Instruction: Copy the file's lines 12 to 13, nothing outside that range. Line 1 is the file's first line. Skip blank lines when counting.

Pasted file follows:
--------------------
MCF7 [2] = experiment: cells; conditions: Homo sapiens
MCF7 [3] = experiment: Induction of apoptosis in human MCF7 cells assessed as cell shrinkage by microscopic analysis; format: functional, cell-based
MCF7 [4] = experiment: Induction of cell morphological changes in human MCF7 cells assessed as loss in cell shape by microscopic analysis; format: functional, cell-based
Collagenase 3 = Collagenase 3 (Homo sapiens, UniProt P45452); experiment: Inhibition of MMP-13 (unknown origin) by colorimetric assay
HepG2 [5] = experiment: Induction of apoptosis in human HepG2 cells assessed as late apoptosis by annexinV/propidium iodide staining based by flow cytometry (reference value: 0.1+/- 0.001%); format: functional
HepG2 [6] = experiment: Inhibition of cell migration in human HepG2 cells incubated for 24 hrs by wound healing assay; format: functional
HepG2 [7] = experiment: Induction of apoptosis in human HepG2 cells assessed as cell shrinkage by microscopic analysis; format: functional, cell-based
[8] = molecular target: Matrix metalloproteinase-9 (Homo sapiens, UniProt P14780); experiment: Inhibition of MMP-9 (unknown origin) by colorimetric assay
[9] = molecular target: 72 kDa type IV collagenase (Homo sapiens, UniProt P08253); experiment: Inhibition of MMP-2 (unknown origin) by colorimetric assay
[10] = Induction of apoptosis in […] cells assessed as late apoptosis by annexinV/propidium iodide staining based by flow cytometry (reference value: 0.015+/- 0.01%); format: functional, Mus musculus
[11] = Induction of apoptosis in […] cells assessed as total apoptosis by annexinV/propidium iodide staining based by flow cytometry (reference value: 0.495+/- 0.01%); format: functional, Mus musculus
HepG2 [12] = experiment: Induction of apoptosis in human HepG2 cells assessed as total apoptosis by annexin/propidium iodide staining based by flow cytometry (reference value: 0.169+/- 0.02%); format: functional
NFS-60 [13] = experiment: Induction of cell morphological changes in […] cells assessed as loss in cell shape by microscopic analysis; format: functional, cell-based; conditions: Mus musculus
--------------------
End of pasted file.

HepG2 [12] = experiment: Induction of apoptosis in human HepG2 cells assessed as total apoptosis by annexin/propidium iodide staining based by flow cytometry (reference value: 0.169+/- 0.02%); format: functional
NFS-60 [13] = experiment: Induction of cell morphological changes in […] cells assessed as loss in cell shape by microscopic analysis; format: functional, cell-based; conditions: Mus musculus